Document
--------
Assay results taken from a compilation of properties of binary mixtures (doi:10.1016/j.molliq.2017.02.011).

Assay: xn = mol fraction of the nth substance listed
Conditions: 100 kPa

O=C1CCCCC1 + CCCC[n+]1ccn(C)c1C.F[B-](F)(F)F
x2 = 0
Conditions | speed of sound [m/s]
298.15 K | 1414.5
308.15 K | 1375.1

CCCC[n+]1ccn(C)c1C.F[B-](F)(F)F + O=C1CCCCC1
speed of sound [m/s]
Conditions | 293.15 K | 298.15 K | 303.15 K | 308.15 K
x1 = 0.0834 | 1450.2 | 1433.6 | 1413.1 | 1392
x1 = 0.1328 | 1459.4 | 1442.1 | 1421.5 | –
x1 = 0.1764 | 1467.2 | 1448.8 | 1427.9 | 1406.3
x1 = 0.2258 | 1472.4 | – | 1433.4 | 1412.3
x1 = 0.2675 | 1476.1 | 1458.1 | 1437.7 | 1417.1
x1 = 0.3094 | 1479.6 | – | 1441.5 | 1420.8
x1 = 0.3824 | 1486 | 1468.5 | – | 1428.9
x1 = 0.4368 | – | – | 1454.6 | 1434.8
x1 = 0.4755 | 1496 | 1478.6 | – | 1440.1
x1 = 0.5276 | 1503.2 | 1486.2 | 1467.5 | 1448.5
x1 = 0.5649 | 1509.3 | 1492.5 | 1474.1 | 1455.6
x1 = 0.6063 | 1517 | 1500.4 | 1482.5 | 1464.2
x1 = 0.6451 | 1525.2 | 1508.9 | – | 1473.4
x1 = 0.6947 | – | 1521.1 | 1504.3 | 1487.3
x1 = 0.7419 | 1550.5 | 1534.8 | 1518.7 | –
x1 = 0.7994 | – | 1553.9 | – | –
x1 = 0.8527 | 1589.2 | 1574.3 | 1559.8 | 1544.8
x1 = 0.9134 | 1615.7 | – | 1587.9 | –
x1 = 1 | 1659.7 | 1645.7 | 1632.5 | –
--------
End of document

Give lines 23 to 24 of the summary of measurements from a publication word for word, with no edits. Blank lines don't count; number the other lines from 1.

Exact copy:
x1 = 0.6063 | 1517 | 1500.4 | 1482.5 | 1464.2
x1 = 0.6451 | 1525.2 | 1508.9 | – | 1473.4